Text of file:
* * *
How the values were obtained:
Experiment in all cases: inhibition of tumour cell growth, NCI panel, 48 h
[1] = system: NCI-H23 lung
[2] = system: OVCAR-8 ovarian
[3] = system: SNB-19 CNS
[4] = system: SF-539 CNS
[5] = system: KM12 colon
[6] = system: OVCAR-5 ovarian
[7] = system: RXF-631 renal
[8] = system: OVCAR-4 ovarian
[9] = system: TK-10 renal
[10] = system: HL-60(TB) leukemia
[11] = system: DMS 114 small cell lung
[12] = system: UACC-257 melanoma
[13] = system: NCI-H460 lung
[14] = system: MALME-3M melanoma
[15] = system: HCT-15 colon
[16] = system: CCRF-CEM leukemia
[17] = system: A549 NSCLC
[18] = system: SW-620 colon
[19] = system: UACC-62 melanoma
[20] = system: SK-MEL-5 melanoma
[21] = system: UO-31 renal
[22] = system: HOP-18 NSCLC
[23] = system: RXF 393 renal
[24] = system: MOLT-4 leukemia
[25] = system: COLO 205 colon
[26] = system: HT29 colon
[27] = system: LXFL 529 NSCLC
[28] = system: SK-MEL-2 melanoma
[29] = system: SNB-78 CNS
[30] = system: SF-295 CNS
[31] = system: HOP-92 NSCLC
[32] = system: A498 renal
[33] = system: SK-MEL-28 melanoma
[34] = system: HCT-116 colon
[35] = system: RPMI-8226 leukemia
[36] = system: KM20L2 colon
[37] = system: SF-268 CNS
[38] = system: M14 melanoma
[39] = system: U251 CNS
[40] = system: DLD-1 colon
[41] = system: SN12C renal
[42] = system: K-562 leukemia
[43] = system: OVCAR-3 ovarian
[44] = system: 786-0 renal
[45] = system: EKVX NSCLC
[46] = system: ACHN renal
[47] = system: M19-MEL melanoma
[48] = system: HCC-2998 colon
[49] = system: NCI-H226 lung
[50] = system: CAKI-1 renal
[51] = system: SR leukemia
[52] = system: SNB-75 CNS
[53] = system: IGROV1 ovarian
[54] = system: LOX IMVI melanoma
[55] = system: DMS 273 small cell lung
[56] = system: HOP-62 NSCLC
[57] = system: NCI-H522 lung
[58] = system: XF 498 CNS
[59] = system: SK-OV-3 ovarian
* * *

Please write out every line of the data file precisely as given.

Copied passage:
How the values were obtained:
Experiment in all cases: inhibition of tumour cell growth, NCI panel, 48 h
[1] = system: NCI-H23 lung
[2] = system: OVCAR-8 ovarian
[3] = system: SNB-19 CNS
[4] = system: SF-539 CNS
[5] = system: KM12 colon
[6] = system: OVCAR-5 ovarian
[7] = system: RXF-631 renal
[8] = system: OVCAR-4 ovarian
[9] = system: TK-10 renal
[10] = system: HL-60(TB) leukemia
[11] = system: DMS 114 small cell lung
[12] = system: UACC-257 melanoma
[13] = system: NCI-H460 lung
[14] = system: MALME-3M melanoma
[15] = system: HCT-15 colon
[16] = system: CCRF-CEM leukemia
[17] = system: A549 NSCLC
[18] = system: SW-620 colon
[19] = system: UACC-62 melanoma
[20] = system: SK-MEL-5 melanoma
[21] = system: UO-31 renal
[22] = system: HOP-18 NSCLC
[23] = system: RXF 393 renal
[24] = system: MOLT-4 leukemia
[25] = system: COLO 205 colon
[26] = system: HT29 colon
[27] = system: LXFL 529 NSCLC
[28] = system: SK-MEL-2 melanoma
[29] = system: SNB-78 CNS
[30] = system: SF-295 CNS
[31] = system: HOP-92 NSCLC
[32] = system: A498 renal
[33] = system: SK-MEL-28 melanoma
[34] = system: HCT-116 colon
[35] = system: RPMI-8226 leukemia
[36] = system: KM20L2 colon
[37] = system: SF-268 CNS
[38] = system: M14 melanoma
[39] = system: U251 CNS
[40] = system: DLD-1 colon
[41] = system: SN12C renal
[42] = system: K-562 leukemia
[43] = system: OVCAR-3 ovarian
[44] = system: 786-0 renal
[45] = system: EKVX NSCLC
[46] = system: ACHN renal
[47] = system: M19-MEL melanoma
[48] = system: HCC-2998 colon
[49] = system: NCI-H226 lung
[50] = system: CAKI-1 renal
[51] = system: SR leukemia
[52] = system: SNB-75 CNS
[53] = system: IGROV1 ovarian
[54] = system: LOX IMVI melanoma
[55] = system: DMS 273 small cell lung
[56] = system: HOP-62 NSCLC
[57] = system: NCI-H522 lung
[58] = system: XF 498 CNS
[59] = system: SK-OV-3 ovarian